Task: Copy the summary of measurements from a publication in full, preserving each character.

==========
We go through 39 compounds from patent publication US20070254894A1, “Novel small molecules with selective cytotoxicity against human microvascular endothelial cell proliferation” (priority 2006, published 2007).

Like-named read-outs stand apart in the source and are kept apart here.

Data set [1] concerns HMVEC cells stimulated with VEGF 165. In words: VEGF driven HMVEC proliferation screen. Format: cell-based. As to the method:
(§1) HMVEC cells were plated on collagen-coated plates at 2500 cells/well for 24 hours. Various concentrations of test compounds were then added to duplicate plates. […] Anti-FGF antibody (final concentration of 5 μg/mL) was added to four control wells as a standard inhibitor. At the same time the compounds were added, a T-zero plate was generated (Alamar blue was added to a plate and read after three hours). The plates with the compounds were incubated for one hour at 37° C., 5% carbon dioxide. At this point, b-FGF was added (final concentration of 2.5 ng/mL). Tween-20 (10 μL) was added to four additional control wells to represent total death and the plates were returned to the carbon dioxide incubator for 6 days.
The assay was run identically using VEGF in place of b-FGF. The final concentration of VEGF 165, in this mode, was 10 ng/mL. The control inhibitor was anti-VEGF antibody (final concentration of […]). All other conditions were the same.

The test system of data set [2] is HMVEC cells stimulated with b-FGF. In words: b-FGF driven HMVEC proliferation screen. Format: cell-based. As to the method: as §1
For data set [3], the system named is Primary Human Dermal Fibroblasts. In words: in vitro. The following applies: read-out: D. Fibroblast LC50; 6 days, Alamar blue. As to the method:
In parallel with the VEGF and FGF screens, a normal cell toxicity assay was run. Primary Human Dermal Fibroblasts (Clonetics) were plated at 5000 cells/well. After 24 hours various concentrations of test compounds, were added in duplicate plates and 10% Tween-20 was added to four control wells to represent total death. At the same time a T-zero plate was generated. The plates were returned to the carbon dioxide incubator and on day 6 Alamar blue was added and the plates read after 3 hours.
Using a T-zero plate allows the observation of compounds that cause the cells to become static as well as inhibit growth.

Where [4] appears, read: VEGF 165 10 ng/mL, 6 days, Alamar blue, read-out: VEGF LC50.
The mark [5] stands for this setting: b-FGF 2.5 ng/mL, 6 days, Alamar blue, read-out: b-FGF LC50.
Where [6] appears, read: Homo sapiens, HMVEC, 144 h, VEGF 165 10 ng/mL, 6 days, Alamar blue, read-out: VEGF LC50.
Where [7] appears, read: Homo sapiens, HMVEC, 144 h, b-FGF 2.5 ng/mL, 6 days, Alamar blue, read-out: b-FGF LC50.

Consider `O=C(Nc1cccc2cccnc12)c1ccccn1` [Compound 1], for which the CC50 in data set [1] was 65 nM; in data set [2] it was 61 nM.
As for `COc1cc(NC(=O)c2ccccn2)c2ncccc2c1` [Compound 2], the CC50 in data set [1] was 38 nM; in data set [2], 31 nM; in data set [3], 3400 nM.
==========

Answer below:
We go through 39 compounds from patent publication US20070254894A1, “Novel small molecules with selective cytotoxicity against human microvascular endothelial cell proliferation” (priority 2006, published 2007).

Like-named read-outs stand apart in the source and are kept apart here.

Data set [1] concerns HMVEC cells stimulated with VEGF 165. In words: VEGF driven HMVEC proliferation screen. Format: cell-based. As to the method:
(§1) HMVEC cells were plated on collagen-coated plates at 2500 cells/well for 24 hours. Various concentrations of test compounds were then added to duplicate plates. […] Anti-FGF antibody (final concentration of 5 μg/mL) was added to four control wells as a standard inhibitor. At the same time the compounds were added, a T-zero plate was generated (Alamar blue was added to a plate and read after three hours). The plates with the compounds were incubated for one hour at 37° C., 5% carbon dioxide. At this point, b-FGF was added (final concentration of 2.5 ng/mL). Tween-20 (10 μL) was added to four additional control wells to represent total death and the plates were returned to the carbon dioxide incubator for 6 days.
The assay was run identically using VEGF in place of b-FGF. The final concentration of VEGF 165, in this mode, was 10 ng/mL. The control inhibitor was anti-VEGF antibody (final concentration of […]). All other conditions were the same.

The test system of data set [2] is HMVEC cells stimulated with b-FGF. In words: b-FGF driven HMVEC proliferation screen. Format: cell-based. As to the method: as §1
For data set [3], the system named is Primary Human Dermal Fibroblasts. In words: in vitro. The following applies: read-out: D. Fibroblast LC50; 6 days, Alamar blue. As to the method:
In parallel with the VEGF and FGF screens, a normal cell toxicity assay was run. Primary Human Dermal Fibroblasts (Clonetics) were plated at 5000 cells/well. After 24 hours various concentrations of test compounds, were added in duplicate plates and 10% Tween-20 was added to four control wells to represent total death. At the same time a T-zero plate was generated. The plates were returned to the carbon dioxide incubator and on day 6 Alamar blue was added and the plates read after 3 hours.
Using a T-zero plate allows the observation of compounds that cause the cells to become static as well as inhibit growth.

Where [4] appears, read: VEGF 165 10 ng/mL, 6 days, Alamar blue, read-out: VEGF LC50.
The mark [5] stands for this setting: b-FGF 2.5 ng/mL, 6 days, Alamar blue, read-out: b-FGF LC50.
Where [6] appears, read: Homo sapiens, HMVEC, 144 h, VEGF 165 10 ng/mL, 6 days, Alamar blue, read-out: VEGF LC50.
Where [7] appears, read: Homo sapiens, HMVEC, 144 h, b-FGF 2.5 ng/mL, 6 days, Alamar blue, read-out: b-FGF LC50.

Consider `O=C(Nc1cccc2cccnc12)c1ccccn1` [Compound 1], for which the CC50 in data set [1] was 65 nM; in data set [2] it was 61 nM.
As for `COc1cc(NC(=O)c2ccccn2)c2ncccc2c1` [Compound 2], the CC50 in data set [1] was 38 nM; in data set [2], 31 nM; in data set [3], 3400 nM.